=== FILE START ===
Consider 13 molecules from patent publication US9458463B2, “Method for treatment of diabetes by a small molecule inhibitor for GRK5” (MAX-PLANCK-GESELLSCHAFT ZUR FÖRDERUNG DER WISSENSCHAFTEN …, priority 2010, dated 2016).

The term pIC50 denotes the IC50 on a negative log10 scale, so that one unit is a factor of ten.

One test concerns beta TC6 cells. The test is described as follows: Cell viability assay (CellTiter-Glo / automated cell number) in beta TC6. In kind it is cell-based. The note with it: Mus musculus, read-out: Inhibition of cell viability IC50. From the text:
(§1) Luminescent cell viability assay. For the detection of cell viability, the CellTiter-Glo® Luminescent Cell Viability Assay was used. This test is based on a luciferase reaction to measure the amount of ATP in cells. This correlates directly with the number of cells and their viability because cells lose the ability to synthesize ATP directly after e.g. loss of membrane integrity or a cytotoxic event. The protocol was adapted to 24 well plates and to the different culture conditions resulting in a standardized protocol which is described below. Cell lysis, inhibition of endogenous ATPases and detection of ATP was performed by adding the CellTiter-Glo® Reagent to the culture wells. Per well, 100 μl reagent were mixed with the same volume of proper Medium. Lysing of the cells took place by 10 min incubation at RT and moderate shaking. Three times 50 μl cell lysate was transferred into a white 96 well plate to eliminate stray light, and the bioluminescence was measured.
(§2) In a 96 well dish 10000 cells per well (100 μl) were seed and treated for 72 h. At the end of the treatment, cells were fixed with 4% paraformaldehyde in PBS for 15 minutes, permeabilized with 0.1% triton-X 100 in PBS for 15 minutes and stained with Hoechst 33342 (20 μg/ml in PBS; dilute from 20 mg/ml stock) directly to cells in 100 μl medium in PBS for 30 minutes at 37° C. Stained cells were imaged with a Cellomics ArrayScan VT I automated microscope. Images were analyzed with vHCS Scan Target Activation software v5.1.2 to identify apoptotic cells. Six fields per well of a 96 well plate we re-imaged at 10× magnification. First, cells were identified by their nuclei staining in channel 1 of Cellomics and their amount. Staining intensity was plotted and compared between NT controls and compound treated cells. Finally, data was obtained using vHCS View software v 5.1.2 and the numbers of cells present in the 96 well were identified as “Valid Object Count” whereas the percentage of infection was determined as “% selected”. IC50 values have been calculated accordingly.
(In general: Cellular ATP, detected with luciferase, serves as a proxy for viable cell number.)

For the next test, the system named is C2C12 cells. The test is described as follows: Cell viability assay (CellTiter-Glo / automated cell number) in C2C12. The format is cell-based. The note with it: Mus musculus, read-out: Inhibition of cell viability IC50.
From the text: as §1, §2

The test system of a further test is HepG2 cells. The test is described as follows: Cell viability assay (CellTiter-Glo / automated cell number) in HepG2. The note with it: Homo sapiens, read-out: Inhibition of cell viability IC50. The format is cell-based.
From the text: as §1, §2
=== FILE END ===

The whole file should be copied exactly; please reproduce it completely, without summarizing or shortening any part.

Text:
Consider 13 molecules from patent publication US9458463B2, “Method for treatment of diabetes by a small molecule inhibitor for GRK5” (MAX-PLANCK-GESELLSCHAFT ZUR FÖRDERUNG DER WISSENSCHAFTEN …, priority 2010, dated 2016).

The term pIC50 denotes the IC50 on a negative log10 scale, so that one unit is a factor of ten.

One test concerns beta TC6 cells. The test is described as follows: Cell viability assay (CellTiter-Glo / automated cell number) in beta TC6. In kind it is cell-based. The note with it: Mus musculus, read-out: Inhibition of cell viability IC50. From the text:
(§1) Luminescent cell viability assay. For the detection of cell viability, the CellTiter-Glo® Luminescent Cell Viability Assay was used. This test is based on a luciferase reaction to measure the amount of ATP in cells. This correlates directly with the number of cells and their viability because cells lose the ability to synthesize ATP directly after e.g. loss of membrane integrity or a cytotoxic event. The protocol was adapted to 24 well plates and to the different culture conditions resulting in a standardized protocol which is described below. Cell lysis, inhibition of endogenous ATPases and detection of ATP was performed by adding the CellTiter-Glo® Reagent to the culture wells. Per well, 100 μl reagent were mixed with the same volume of proper Medium. Lysing of the cells took place by 10 min incubation at RT and moderate shaking. Three times 50 μl cell lysate was transferred into a white 96 well plate to eliminate stray light, and the bioluminescence was measured.
(§2) In a 96 well dish 10000 cells per well (100 μl) were seed and treated for 72 h. At the end of the treatment, cells were fixed with 4% paraformaldehyde in PBS for 15 minutes, permeabilized with 0.1% triton-X 100 in PBS for 15 minutes and stained with Hoechst 33342 (20 μg/ml in PBS; dilute from 20 mg/ml stock) directly to cells in 100 μl medium in PBS for 30 minutes at 37° C. Stained cells were imaged with a Cellomics ArrayScan VT I automated microscope. Images were analyzed with vHCS Scan Target Activation software v5.1.2 to identify apoptotic cells. Six fields per well of a 96 well plate we re-imaged at 10× magnification. First, cells were identified by their nuclei staining in channel 1 of Cellomics and their amount. Staining intensity was plotted and compared between NT controls and compound treated cells. Finally, data was obtained using vHCS View software v 5.1.2 and the numbers of cells present in the 96 well were identified as “Valid Object Count” whereas the percentage of infection was determined as “% selected”. IC50 values have been calculated accordingly.
(In general: Cellular ATP, detected with luciferase, serves as a proxy for viable cell number.)

For the next test, the system named is C2C12 cells. The test is described as follows: Cell viability assay (CellTiter-Glo / automated cell number) in C2C12. The format is cell-based. The note with it: Mus musculus, read-out: Inhibition of cell viability IC50.
From the text: as §1, §2

The test system of a further test is HepG2 cells. The test is described as follows: Cell viability assay (CellTiter-Glo / automated cell number) in HepG2. The note with it: Homo sapiens, read-out: Inhibition of cell viability IC50. The format is cell-based.
From the text: as §1, §2